Kadir van Lohuizen

Kadir van Lohuizen

Kadir van Lohuizen (The Netherlands) has covered conflicts in Africa and elsewhere, but is probably best known for his long-term projects on the seven rivers of the world, the rising of sea levels, the diamond industry and migration in the Americas.

He started to work as a professional freelance photojournalist in 1988 covering the Intifada. In the years following, he worked in many conflict areas in Africa, such as Angola, Sierra Leone, Mozambique, Liberia and the DR of Congo. From 1990 to 1994 he covered the transition in South Africa from apartheid to democracy.

After the collapse of the Soviet Union, Kadir covered social issues in different corners of the former empire. In 1997 he embarked on a big project to travel along the seven rivers of the world, from source to mouth, covering daily life along these lifelines. The project resulted in the book “Rivers” and “Aderen” (Mets & Schilt).

Kadir has received numerous prizes and awards in photojournalism. In 2000 and 2002 Kadir was a jury member of the World Press Photo contest and is currently on the supervisory board of the World Press Photo foundation.

In 2004 he went back to Angola, Sierra Leone and the DR of Congo to portray the diamond industry, following the diamonds from the mines to the consumer markets in the western world. The exhibitions that resulted from this project were not only shown in Europe and the USA, but also in the mining areas of Congo, Angola and Sierra Leone. The photo book “Diamond Matters, the diamond industry” was published by Mets & Schilt (Holland), Dewi Lewis (UK) and Umbrage editions (USA) and awarded the prestigious Dutch Dick Scherpenzeel Prize for best reporting on the developing world. The project was also recognized with a World Press Photo Award.

In that same year, Kadir initiated a photo project together with Stanley Greene and six other photographers on the issue of violence against women around the world.

After hurricane Katrina destroyed New Orleans, he made several trips to the USA to document the aftermath of the storm. In the summer of 2010, to mark the fifth commemoration of Hurricane Katrina, Kadir exhibited images of Katrina’s devastation and the aftermath in a truck-exhibition that drove from Houston to New Orleans, a project in collaboration with Stanley Greene.

From 2011 to 2012, Kadir created Via PanAm; a visual investigation on migration in the Americas. In 12-months, he travelled along the Pan American Highway from Terra del Fuego in Patagonia to Deadhorse in Northern Alaska. Originally made as an interactive application for the iPad, Via PanAm was also made into a traveling interactive multimedia based exhibition, installation and a book.

With the project Where will we go, Kadir looked at the global consequences of rising sea levels caused by climate change. The project is designed to highlight both the immense complexities associated with in-island and inter-island/country movement, and the human rights implications involved in such displacements.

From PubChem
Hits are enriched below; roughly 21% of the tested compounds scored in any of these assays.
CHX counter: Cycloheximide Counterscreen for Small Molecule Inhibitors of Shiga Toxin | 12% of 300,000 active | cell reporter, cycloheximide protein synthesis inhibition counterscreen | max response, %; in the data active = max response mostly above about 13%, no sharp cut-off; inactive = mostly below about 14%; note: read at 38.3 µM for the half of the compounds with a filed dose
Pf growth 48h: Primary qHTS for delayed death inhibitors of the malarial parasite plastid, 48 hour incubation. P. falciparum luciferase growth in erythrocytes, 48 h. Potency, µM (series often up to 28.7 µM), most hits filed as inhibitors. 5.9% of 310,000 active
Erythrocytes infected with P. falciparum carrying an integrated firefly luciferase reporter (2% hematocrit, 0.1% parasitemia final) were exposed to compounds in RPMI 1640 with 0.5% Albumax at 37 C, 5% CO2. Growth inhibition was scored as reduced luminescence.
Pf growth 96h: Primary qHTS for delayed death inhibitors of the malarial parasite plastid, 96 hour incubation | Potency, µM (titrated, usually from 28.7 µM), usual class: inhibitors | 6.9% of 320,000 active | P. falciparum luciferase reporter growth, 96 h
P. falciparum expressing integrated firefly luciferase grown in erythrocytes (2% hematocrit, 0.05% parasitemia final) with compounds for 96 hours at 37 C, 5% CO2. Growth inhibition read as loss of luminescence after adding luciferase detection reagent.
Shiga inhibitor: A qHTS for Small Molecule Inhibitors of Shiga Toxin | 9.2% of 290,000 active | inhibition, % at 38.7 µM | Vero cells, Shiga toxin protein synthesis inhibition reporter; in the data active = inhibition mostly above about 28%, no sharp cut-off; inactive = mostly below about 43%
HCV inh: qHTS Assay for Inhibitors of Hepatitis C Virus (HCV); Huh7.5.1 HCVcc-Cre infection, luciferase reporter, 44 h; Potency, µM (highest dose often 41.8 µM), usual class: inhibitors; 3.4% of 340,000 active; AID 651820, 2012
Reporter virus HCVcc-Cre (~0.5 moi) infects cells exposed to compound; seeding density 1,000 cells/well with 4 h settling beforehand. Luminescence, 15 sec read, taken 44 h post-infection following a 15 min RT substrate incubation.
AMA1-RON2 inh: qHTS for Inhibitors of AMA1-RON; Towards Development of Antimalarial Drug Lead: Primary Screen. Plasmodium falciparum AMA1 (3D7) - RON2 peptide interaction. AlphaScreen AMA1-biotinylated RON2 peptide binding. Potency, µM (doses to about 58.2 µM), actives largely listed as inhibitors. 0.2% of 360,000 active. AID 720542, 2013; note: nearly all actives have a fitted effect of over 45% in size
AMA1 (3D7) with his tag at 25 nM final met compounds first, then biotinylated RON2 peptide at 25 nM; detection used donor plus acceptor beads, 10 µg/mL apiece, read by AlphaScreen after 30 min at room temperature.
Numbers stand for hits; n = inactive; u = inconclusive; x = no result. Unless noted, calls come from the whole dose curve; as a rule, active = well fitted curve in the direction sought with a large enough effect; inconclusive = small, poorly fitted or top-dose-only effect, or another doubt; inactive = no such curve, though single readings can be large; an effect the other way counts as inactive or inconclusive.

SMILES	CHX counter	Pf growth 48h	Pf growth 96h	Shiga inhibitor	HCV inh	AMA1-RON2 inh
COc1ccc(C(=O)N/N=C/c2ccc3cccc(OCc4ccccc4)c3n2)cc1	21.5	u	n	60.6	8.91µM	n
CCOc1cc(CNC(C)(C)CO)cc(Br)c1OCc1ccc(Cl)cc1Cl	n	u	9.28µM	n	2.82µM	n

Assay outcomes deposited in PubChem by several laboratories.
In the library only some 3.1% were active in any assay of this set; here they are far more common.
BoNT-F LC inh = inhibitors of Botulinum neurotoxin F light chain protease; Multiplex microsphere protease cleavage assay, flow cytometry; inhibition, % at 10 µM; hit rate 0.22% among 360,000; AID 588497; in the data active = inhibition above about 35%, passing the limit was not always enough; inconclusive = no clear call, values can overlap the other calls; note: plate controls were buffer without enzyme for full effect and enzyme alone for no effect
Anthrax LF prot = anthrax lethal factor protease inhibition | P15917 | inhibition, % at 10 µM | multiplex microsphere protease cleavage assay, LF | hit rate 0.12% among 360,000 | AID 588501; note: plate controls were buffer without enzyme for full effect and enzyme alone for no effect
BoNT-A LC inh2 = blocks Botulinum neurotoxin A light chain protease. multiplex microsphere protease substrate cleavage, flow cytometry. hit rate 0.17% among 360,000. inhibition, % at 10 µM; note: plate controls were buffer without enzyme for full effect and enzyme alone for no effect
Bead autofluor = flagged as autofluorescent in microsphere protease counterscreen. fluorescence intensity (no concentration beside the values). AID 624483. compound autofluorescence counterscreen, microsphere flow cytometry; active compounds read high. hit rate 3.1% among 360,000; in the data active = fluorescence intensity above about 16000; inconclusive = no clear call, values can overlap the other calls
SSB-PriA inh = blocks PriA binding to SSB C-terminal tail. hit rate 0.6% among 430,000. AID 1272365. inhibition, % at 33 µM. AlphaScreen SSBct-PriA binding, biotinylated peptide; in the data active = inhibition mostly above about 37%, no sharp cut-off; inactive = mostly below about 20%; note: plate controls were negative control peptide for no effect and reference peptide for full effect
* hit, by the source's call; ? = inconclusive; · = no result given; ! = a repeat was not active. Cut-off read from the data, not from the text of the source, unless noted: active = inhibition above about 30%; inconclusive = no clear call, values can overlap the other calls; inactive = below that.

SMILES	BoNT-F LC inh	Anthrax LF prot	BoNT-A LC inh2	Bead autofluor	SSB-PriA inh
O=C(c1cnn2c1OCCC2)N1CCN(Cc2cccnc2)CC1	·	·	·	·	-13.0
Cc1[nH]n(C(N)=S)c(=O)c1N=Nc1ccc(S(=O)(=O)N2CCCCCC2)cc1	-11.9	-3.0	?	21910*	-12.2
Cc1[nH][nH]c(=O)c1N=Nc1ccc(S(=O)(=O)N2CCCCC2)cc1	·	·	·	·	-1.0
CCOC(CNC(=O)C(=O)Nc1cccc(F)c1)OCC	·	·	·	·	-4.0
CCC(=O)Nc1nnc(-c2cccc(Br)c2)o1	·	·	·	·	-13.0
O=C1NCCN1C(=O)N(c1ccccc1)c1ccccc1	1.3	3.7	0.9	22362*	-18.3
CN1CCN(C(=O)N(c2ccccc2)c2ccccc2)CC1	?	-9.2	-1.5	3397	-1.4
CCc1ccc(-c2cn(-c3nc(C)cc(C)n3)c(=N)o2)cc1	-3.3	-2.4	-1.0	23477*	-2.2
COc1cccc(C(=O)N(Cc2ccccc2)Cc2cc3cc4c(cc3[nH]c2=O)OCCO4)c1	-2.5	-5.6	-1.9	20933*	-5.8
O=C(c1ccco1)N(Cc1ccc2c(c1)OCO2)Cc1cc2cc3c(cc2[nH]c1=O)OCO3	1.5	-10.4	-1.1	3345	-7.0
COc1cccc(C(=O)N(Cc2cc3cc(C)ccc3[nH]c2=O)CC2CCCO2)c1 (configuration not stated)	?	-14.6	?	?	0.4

Kadir is a frequent lecturer and photography teacher and is based in Amsterdam.

contact

www.viapanam.org

 

+ 31.20.60.60.780 (office)

+31(0)6.2425.3814 (mobile)

 

office@noorimages.com

kadir@noorimages.com

 

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the cold end of the world

Kadir van Lohuizen - March 2012

Deadhorse lies on what its residents call `The Slope`, the coastal plain along the…

strangers in their own land

Kadir van Lohuizen - February 2012

Canada is known for being relatively hospitable to migrants and minorities. The laws protecting…

work force from the south

Kadir van Lohuizen - February 2012

Most Mexican migrants to the United States settle in the border states, such as…

reluctant guest, el cajon

Kadir van Lohuizen - January 2012

“Little Baghdad” is the nickname for El Cajon, a suburb of San Diego. A…

the wall

Kadir van Lohuizen - December 2011

For the thousands of migrants who are trying to reach the US the last…

the trail of the migrants

Kadir van Lohuizen - November 2011

Guatemala - Mexico The Suchiate, the river which forms the border between Guatemala and Mexico,…

money, god and criminals

Kadir van Lohuizen - November 2011

El Salvador has been called the most Americanized country in Latin America. It has…

no country to go back to

Kadir van Lohuizen - October 2011

More than 200,000 of the six million people living in Honduras have roots in…

portrait of a family divided

Kadir van Lohuizen - September 2011

In many cases immigration means a definitive break within a family. Even if the…

pensionados, sitting pretty in a poor country

Kadir van Lohuizen - September 2011

Central America is a favorite destination for moderately wealthy retired North Americans who want…

a new start next door

Kadir van Lohuizen - September 2011

As a prosperous country, Costa Rica is a popular destination for migrants. Nicaraguans in…

the quiet force

Kadir van Lohuizen - August 2011

Panama is home to the largest colony of Chinese in Central America. The first…